Visiting Tropical Fruit World

The tour was conducted by the now retired owner Bob Brinsmead. The farm covers 170 acres.

Sheryl How did you get into this Bob?

Bob I had some farming background and this use to be the experimental farm and I use to come out here as a boy so I was familiar with it then they moved the Station so when it came on the market, I bought it

 Sheryl What were you growing beforehand?

Bob Sugarcane, bananas and pineapples. 

Sheryl How much water do you put on? 

Bob We rely heavily on rainfall – I don’t think we are even irrigating. We tend to irrigate mostly young trees.

Abiu  (Pouteria caimito) We’d have about 80 of these but not many bearing. We have seedlings which are doing just as well as the grafted.

Acerola  (Malpighia glabra) If you prune you miss a year’s crop – they won’t bear fruit on young wood.

Ambarilla (Hog Plum) I’ve selected out 3 that have a better flavoured fruit from the Malcases. They call them the Poor Mans Mango. The best way of processing them is that if you use them when they’re green and you grate them up, you can use it in a salad. Willie The leaves are also nice for cooking and to use in a raw salad. You can also pickle the young fruit.

Araca  (Eugenia stipitate) Very sour like a big soft guava but they make a beautiful juice. Got them from a chap up at Mossman. They bear quite heavily.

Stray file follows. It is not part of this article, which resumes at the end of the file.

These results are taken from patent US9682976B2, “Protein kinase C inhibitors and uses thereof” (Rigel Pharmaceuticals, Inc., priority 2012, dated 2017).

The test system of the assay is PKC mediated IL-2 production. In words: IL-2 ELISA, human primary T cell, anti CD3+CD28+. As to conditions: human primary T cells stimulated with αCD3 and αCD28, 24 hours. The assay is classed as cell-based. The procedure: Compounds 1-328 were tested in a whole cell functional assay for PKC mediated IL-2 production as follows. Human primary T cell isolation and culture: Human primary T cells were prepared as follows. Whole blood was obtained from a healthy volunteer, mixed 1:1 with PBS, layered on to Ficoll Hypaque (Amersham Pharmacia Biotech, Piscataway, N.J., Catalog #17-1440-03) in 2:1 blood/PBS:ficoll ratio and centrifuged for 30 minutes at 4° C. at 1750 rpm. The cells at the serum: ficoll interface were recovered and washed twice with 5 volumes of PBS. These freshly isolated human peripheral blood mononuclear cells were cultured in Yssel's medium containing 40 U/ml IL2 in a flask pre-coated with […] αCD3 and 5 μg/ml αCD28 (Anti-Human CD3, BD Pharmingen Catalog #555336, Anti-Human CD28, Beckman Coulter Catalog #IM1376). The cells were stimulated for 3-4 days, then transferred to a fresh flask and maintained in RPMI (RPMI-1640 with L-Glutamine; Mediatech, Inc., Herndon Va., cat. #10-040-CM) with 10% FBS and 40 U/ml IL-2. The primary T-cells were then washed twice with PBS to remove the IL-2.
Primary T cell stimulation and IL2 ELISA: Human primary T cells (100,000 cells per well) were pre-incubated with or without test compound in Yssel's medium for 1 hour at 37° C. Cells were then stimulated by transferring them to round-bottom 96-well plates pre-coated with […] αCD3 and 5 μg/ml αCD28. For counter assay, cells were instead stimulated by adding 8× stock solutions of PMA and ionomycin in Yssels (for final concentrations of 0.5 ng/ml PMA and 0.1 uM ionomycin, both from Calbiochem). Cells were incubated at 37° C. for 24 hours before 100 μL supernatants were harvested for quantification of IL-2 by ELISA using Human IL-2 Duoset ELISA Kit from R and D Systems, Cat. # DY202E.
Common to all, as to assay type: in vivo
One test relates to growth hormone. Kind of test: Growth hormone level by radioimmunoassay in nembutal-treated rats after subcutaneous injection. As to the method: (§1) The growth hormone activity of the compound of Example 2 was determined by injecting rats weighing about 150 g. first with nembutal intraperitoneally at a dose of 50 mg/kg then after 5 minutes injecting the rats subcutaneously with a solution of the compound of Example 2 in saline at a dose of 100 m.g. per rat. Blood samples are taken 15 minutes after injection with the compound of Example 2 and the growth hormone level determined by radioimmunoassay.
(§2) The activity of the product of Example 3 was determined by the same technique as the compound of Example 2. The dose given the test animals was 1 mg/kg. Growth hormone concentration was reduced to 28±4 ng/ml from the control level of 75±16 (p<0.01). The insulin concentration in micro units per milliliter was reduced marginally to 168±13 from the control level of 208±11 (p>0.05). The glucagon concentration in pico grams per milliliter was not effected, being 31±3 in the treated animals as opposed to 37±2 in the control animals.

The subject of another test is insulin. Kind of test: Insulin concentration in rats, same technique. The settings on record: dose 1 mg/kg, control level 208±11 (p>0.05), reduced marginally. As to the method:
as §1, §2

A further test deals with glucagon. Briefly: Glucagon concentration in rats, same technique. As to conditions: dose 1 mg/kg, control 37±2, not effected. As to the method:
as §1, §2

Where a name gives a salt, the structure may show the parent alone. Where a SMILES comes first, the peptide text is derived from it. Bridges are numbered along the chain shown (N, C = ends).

Avocadoes  Sheryl What type of fertiliser do you give your Avocados? Bob Cracker Dust and mainly foliar fertiliser – liquid Nitrophoska twice a year. A really nice Avocado to eat is Reed. Peter Do you inject your Avocadoes every year? Bob We tend to spray with Phosphorous Acid but we have been injecting them this year. The Linda variety is very large and doesn’t grow brown when you cut it.

Black Sapote  I have 3 varieties. I like the Mossman the best, the big flat one. They’re a very vigorous tree, we don’t fertilize or irrigate them but we do spray to keep the black soot off.  Joe  We have one that’s a rusty colour inside. Sheryl  Sell the tree under PBR and make yourself lots of money!

Canistel It’s very sweet. This group of fruit along with the Mammy Sapote tastes a bit like pumpkin. You can eat the skin of this fruit. You can put this in a pie crust with a bit of cream and it reminds me of an American Pumpkin Pie. They’re a bit dry if they’re not fully ripe.

Ceylon Hill Cherry   It’s a very beautiful shrub

Citrus  I got these bare-rooted from Fitzroy Nursery in Rockhampton. You would never grow Citrus in this area commercially. You would never get colour in this climate that you would get in a dry Mediterranean climate. You would never compete with a Californian type climate. Gayndah is the closest type of climate as well as South Australia. California will grow a cleaner more coloured fruit. 

Sheryl  So you need the water in winter as opposed to summer?

Bob Too much moisture in the air around summer but the Citrus have been so popular with some of our Asian visitors that we’ve just grown a big patch of Mandarins so they can just go and eat them. 

Sheryl  The Californian Coast gets very high moisture in the air when the cool air meets with the warm current and the whole coast mists.

Feijoas  Prefer a colder climate